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Defending Human Rights During Argentina's 'Dirty War'

In July 2014, The Carter Center invited Fernando Reati and Daniel Deutsch to the Center to share their personal stories of the atrocities they experienced during Argentina's "Dirty War" and meet former U.S. President Jimmy Carter.

As the first U.S. president to make human rights concerns a central component of his foreign policy, President Carter and his administration put international pressure on the leaders in Argentina to end their human rights abuses.

The abuses began in 1976, when a military dictatorship seized control of Argentina, and, over the next few years, waged what became known as "guerra socia" or "dirty war" on suspected dissidents and activists. During this time, Reati, his family, Deutsch's family, and thousands of others were arrested, interned, and tortured in prison.

Many of the captured were never heard from again. They are "los desaparecidos," or "the disappeared."

"The first year we were beaten up all the time. We were starved to death. The conditions in prison were very, very rough," said Reati, who spent four and a half years behind bars before his release.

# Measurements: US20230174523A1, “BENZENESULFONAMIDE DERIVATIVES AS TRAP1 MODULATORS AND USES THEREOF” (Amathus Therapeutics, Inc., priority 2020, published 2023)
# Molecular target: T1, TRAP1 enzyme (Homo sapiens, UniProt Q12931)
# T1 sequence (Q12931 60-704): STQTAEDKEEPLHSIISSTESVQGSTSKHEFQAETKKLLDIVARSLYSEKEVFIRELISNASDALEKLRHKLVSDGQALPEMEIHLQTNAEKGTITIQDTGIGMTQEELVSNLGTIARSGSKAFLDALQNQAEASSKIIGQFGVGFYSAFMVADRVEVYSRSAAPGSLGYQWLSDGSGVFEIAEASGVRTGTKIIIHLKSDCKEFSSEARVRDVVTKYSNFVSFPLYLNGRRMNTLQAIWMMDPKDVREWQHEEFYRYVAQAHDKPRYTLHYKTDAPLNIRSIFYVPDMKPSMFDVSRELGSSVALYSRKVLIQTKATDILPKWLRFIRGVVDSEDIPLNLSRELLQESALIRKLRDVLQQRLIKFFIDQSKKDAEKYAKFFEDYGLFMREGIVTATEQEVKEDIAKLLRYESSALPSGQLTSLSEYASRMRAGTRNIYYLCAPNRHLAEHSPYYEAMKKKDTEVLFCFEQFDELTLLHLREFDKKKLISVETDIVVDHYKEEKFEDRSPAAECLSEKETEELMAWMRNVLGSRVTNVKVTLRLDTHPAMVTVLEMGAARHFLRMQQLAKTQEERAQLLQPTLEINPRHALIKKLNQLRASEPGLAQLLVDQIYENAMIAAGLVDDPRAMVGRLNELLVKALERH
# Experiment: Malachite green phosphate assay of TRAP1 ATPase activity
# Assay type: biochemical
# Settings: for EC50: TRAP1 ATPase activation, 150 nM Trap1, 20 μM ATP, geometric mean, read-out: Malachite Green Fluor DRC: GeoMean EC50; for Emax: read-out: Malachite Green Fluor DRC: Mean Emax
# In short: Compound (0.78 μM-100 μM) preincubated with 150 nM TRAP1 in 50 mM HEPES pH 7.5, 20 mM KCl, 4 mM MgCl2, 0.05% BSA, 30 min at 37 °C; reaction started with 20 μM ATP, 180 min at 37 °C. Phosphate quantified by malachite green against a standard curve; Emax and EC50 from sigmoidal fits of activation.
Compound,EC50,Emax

At The Carter Center, Reati and Deutsch met and thanked President Carter for the first time in more than three decades. The improved conditions of imprisonments during this period as well as the eventual release of their families were a result of intervention from President Carter's administration.

Their visit coincided with the Conversations event "Reflections on Human Rights Abuses During Argentina's Dirty War," a screening of the documentary "Las Abuelas de Plaza de Mayo and the Search for Identity," and an opportunity to reflect on former U.S. President Jimmy Carter's human rights policies during his presidency.

When Deutsch's father was eventually released, a guard told him, "I don't know who you are. I don't know your importance, but let me tell you something, you must have very good contacts because nobody leaves this place alive."

President Carter's focus on human rights continues today through the work of The Carter Center which gives voice to and supports courageous individuals worldwide defending human rights, often at great personal sacrifice.

Watch this video to learn more about the "Dirty War," the prisoners, and President Carter's work to secure their freedom.

Learn more about the Carter Center's Human Rights Program:

Learn more about the Carter Center's Americas Program:

Watch the recorded webcast "Search for Identity: Reflections on Human Rights Abuses During Argentina's Dirty War":

Founded in 1982 by former U.S. President Jimmy Carter and former First Lady Rosalynn Carter in partnership with Emory University, The Carter Center is committed to advancing human rights and alleviating unnecessary human suffering. The Center wages peace, fights disease, and builds hope worldwide.

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